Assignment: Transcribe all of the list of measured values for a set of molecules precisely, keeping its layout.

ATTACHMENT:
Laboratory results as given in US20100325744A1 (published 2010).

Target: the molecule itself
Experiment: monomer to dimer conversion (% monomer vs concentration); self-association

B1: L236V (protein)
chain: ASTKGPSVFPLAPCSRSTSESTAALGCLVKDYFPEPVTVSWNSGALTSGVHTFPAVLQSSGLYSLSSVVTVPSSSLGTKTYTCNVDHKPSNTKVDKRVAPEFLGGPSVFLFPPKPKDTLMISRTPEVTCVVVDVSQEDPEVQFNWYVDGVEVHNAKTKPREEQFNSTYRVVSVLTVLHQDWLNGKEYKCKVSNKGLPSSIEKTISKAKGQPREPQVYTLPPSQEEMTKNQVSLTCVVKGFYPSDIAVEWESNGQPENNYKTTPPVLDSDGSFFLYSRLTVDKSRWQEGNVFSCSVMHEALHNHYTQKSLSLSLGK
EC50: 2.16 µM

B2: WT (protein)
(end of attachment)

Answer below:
Laboratory results as given in US20100325744A1 (published 2010).

Target: the molecule itself
Experiment: monomer to dimer conversion (% monomer vs concentration); self-association

B1: L236V (protein)
chain: ASTKGPSVFPLAPCSRSTSESTAALGCLVKDYFPEPVTVSWNSGALTSGVHTFPAVLQSSGLYSLSSVVTVPSSSLGTKTYTCNVDHKPSNTKVDKRVAPEFLGGPSVFLFPPKPKDTLMISRTPEVTCVVVDVSQEDPEVQFNWYVDGVEVHNAKTKPREEQFNSTYRVVSVLTVLHQDWLNGKEYKCKVSNKGLPSSIEKTISKAKGQPREPQVYTLPPSQEEMTKNQVSLTCVVKGFYPSDIAVEWESNGQPENNYKTTPPVLDSDGSFFLYSRLTVDKSRWQEGNVFSCSVMHEALHNHYTQKSLSLSLGK
EC50: 2.16 µM

B2: WT (protein)